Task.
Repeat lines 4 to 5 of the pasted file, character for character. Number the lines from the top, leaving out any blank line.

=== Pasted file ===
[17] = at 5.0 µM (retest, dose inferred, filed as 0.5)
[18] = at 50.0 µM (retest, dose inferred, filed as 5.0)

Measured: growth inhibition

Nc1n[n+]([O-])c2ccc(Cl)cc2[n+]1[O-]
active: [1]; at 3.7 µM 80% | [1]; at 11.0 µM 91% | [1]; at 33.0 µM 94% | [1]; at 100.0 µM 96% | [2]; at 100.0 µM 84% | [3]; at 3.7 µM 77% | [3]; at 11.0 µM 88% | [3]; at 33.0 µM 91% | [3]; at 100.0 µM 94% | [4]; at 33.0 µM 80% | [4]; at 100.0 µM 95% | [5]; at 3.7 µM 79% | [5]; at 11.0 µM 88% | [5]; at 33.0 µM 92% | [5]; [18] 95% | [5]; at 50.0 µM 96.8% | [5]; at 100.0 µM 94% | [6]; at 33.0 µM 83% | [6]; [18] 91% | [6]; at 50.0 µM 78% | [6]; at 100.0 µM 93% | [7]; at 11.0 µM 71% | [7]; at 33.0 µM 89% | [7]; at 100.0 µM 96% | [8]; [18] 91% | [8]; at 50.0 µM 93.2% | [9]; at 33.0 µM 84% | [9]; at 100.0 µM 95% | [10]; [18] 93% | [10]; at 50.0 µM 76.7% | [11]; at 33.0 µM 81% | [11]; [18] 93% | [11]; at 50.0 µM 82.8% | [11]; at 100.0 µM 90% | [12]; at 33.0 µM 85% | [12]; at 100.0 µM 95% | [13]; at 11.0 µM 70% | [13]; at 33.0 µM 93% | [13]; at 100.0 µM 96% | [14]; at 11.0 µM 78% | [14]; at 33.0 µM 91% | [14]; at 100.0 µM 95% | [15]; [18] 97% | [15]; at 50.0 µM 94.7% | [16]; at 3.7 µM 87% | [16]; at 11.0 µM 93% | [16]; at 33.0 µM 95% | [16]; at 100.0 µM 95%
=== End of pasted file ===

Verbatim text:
Nc1n[n+]([O-])c2ccc(Cl)cc2[n+]1[O-]
active: [1]; at 3.7 µM 80% | [1]; at 11.0 µM 91% | [1]; at 33.0 µM 94% | [1]; at 100.0 µM 96% | [2]; at 100.0 µM 84% | [3]; at 3.7 µM 77% | [3]; at 11.0 µM 88% | [3]; at 33.0 µM 91% | [3]; at 100.0 µM 94% | [4]; at 33.0 µM 80% | [4]; at 100.0 µM 95% | [5]; at 3.7 µM 79% | [5]; at 11.0 µM 88% | [5]; at 33.0 µM 92% | [5]; [18] 95% | [5]; at 50.0 µM 96.8% | [5]; at 100.0 µM 94% | [6]; at 33.0 µM 83% | [6]; [18] 91% | [6]; at 50.0 µM 78% | [6]; at 100.0 µM 93% | [7]; at 11.0 µM 71% | [7]; at 33.0 µM 89% | [7]; at 100.0 µM 96% | [8]; [18] 91% | [8]; at 50.0 µM 93.2% | [9]; at 33.0 µM 84% | [9]; at 100.0 µM 95% | [10]; [18] 93% | [10]; at 50.0 µM 76.7% | [11]; at 33.0 µM 81% | [11]; [18] 93% | [11]; at 50.0 µM 82.8% | [11]; at 100.0 µM 90% | [12]; at 33.0 µM 85% | [12]; at 100.0 µM 95% | [13]; at 11.0 µM 70% | [13]; at 33.0 µM 93% | [13]; at 100.0 µM 96% | [14]; at 11.0 µM 78% | [14]; at 33.0 µM 91% | [14]; at 100.0 µM 95% | [15]; [18] 97% | [15]; at 50.0 µM 94.7% | [16]; at 3.7 µM 87% | [16]; at 11.0 µM 93% | [16]; at 33.0 µM 95% | [16]; at 100.0 µM 95%